Russell Westbrook couldn’t be excluded from the 50-point club for much longer.
In his 505th career appearance, the NBA’s leading scorer erupted for a career-high 54 points.
Only in a familiar refrain this season, his efforts weren’t enough to carry the Thunder to a critical victory Sunday night.
The Thunder may have suffered much more than a 116-104 defeat in Indiana.
As Westbrook was matching the Oklahoma City franchise record with 54 points in a single game, he was whistled for his league-leading 16th technical foul.
If the NBA doesn’t rescind the technical foul, as is often a common practice, the four-time All-Star would be suspended for Monday’s contest against the Trail Blazers.
Midway through the final quarter of the game, Westbrook collided with Luis Scola on a screen and was called for the defensive foul. Immediately after bouncing back onto his feet, Westbrook began arguing with the officials and called for the technical.
Losing Westbrook for the penultimate contest of the regular season would be costly, as Oklahoma City is entrenched in a heated battle with New Orleans for the eighth and final spot in the Western Conference playoff race.
Seven seeds have already been claimed, so the final position won’t be determined until the regular season finale Wednesday.
The Pelicans own the tie-breaker between the two teams after winning the season series 3-1.
Nearly 70 percent of the points Oklahoma City scored against the Pacers were generated by Westbrook, as eight of his passes led to 18 points.
From the opening moments of the contest, it was evident the 6-foot-3 guard was poised for a special performance.
His evening began with a simple play, just a hand-off pass from a teammate, a quick screen then a 3-point jumper from 26 feet away from the basket that swished through the net.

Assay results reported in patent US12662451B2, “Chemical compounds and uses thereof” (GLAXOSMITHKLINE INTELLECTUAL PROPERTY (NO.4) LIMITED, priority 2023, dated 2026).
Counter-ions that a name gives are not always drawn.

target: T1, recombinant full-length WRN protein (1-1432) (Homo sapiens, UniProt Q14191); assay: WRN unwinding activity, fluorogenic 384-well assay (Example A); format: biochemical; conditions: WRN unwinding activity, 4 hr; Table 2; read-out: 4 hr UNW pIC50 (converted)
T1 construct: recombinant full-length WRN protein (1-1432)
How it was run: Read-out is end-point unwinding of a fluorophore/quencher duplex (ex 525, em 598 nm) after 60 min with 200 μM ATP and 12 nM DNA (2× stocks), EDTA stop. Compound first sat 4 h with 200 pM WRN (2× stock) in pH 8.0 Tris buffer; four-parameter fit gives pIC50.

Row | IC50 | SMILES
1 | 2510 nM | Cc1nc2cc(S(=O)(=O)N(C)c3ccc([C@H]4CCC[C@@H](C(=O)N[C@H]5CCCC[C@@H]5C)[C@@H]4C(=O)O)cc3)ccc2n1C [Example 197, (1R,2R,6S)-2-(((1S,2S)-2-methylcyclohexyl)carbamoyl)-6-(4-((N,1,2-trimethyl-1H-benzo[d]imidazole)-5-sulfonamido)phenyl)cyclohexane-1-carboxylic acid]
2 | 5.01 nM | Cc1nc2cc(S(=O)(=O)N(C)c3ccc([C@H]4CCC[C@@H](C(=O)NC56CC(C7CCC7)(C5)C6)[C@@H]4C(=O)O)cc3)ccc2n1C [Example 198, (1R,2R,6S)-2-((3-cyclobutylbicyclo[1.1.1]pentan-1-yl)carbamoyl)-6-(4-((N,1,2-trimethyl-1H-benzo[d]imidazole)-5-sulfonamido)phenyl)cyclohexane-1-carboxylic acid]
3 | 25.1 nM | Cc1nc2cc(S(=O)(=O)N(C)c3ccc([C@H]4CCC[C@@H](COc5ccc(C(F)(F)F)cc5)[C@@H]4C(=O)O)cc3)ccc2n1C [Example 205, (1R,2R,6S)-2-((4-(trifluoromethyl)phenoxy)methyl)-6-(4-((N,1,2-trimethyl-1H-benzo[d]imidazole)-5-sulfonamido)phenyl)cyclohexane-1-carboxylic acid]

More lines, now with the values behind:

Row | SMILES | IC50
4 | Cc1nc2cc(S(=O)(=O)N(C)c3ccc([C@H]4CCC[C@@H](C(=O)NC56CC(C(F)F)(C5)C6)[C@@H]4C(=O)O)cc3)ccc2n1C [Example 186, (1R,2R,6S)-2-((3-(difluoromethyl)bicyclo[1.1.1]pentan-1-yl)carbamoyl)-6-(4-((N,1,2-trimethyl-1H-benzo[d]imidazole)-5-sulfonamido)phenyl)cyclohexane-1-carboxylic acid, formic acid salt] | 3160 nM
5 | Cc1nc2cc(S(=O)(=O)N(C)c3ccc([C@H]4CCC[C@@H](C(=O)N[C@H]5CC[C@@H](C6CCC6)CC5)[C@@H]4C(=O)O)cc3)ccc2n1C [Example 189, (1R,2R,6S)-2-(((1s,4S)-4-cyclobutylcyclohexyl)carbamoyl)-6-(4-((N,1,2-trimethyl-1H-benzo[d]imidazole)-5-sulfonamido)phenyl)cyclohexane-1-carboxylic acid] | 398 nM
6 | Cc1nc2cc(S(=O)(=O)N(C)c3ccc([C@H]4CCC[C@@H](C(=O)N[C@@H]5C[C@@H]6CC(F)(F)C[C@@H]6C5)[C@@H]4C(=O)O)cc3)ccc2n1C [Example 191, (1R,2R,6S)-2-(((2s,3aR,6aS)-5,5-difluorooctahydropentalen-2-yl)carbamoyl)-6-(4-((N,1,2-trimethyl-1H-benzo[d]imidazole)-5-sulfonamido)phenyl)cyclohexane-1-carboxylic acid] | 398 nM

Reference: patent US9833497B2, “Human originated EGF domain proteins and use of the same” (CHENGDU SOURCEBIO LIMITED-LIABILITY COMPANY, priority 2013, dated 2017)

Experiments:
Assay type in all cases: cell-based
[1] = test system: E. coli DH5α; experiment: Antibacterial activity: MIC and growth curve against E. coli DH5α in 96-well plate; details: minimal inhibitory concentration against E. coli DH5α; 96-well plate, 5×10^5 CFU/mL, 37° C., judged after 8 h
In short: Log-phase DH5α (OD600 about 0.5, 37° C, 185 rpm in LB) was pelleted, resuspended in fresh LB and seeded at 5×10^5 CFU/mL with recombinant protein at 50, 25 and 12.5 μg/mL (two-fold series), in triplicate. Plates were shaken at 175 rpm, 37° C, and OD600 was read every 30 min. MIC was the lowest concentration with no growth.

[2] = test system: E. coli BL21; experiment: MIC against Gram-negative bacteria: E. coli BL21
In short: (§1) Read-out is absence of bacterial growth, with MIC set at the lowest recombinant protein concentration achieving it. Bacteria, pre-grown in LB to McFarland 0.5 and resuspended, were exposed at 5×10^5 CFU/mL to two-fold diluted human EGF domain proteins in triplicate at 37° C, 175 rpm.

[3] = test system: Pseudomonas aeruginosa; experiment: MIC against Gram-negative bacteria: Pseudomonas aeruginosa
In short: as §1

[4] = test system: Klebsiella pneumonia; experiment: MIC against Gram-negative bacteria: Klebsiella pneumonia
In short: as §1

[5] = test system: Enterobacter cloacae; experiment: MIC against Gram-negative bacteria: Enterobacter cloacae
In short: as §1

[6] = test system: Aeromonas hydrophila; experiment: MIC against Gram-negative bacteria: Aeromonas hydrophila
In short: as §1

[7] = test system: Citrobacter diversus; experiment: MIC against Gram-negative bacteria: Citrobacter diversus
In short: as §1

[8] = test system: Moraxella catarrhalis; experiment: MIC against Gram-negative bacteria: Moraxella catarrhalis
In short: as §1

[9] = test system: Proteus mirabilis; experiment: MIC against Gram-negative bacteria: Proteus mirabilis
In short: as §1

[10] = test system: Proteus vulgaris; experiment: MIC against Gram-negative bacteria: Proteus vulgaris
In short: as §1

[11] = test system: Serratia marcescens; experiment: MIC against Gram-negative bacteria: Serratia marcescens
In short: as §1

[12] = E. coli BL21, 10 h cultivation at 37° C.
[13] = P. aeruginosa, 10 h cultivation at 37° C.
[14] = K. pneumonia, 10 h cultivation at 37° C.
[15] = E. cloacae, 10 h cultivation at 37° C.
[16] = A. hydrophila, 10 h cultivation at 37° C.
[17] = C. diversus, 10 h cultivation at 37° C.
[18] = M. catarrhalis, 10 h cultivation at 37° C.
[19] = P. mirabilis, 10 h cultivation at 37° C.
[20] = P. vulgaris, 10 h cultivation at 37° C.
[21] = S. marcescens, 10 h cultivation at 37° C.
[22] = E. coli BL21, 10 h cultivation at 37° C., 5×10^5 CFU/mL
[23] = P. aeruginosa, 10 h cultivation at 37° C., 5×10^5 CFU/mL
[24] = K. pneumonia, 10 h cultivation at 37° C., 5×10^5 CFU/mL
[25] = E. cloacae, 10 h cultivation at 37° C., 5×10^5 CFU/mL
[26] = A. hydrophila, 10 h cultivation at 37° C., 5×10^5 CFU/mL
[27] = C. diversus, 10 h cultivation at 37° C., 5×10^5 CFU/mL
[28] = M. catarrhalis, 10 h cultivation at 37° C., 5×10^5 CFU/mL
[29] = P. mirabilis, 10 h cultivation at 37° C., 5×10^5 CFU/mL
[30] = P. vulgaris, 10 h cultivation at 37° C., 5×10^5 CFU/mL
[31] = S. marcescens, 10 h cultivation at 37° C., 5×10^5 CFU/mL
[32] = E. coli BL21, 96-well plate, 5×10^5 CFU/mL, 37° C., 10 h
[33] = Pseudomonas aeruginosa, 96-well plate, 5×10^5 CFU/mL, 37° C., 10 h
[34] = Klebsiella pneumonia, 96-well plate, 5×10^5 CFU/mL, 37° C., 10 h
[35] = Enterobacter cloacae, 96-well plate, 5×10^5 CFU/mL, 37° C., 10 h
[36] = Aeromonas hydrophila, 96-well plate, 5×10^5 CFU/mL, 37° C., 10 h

By the time the first quarter ended, Westbrook had already piled in 22 points, four assists and two rebounds.
Westbrook nearly carried the team to a win with an encore scoring binge in the fourth quarter.
His breakaway dunk with 7:55 remaining in the contest tied the game at 88.
The Thunder defense collapsed, as it surrendered 12 consecutive points, forcing Westbrook to once again try and claw the team back into the contest.
The former UCLA standout delivered, slicing the deficit down to 106-103 with 79 seconds remaining in the contest by connecting on his fifth shot from 3-point range in the game.
For the game, Westbrook connected on 21-of-43 attempts from the field, 5-of-15 shots from 3-point range, converted 7-of-11 attempts at the foul line, grabbed nine rebounds, dished out eight assists and one steal.
When the evening ended, Westbrook increased his chances of claiming his first career scoring title, boosting his average nearly half a point a game to 27.9 points, .4 higher than Houston guard James Harden.
The uncharacteristic poor performance from Westbrook at the free throw line, as he converted just 63.6 percent of his attempts — 20.2 percent below his season average — was reflected by the rest of his Thunder teammates.
Oklahoma City connected on just 39.3 percent of its attempts at the foul line, an embarrassing amount considering it shot equally as well, as the team shot 11-of-28 from both 3-point range and the foul line for the game.
Westbrook and Enes Kanter, a forward that made 2-of-3 free throws, were the only players to make over half of their foul shots.
The game was equally important for Indiana, as it claimed its fifth straight victory, launching a tie with Brooklyn for the final playoff seed in the Eastern Conference playoff race.
The Pacers (37-43) have mirrored the record of the Thunder (43-37) but still have a chance to qualify for the post season seven though the best possible finish would leave the team two games below .500.
Indiana scored 10 of the final 11 points in the game to seal the win.
Once again, Westbrook submitted a valiant effort to try and carry Oklahoma City to a win, but his career night wasn’t enough.
Now he has just two more opportunities to drag his franchise into the post season.